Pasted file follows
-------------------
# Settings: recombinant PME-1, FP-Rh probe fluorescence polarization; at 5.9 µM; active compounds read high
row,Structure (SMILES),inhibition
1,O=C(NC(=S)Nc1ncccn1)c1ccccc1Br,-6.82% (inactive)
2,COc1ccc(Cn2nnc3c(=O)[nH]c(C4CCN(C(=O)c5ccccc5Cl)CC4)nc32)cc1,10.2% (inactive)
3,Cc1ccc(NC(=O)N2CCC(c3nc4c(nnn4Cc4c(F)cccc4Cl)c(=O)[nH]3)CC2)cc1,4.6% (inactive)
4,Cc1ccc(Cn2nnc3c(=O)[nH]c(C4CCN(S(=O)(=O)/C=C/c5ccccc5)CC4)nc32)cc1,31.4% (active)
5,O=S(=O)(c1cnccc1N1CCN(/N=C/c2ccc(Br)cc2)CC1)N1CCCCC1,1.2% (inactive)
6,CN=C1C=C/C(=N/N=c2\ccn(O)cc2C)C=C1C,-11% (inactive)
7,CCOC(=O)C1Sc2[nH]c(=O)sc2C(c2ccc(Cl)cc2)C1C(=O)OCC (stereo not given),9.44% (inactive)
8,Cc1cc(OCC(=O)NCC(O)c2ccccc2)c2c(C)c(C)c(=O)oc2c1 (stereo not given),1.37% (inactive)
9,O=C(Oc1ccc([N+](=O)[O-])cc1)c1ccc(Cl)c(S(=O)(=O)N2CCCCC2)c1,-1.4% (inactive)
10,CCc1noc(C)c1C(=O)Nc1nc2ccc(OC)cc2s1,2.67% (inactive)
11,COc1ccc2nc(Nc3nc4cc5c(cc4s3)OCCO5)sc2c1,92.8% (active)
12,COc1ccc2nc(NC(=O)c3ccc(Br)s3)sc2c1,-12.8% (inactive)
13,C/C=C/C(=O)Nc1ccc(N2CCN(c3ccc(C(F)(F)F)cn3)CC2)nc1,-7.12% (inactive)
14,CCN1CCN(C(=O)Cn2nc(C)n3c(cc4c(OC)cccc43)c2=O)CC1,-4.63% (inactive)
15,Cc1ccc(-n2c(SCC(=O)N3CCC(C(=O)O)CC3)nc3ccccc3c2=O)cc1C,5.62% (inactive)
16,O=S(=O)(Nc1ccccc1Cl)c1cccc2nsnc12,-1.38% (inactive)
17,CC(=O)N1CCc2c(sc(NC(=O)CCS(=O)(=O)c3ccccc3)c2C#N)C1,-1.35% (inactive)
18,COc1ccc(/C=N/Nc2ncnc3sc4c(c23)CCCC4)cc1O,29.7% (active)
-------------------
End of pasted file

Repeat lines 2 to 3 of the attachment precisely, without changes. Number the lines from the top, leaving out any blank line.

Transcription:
row,Structure (SMILES),inhibition
1,O=C(NC(=S)Nc1ncccn1)c1ccccc1Br,-6.82% (inactive)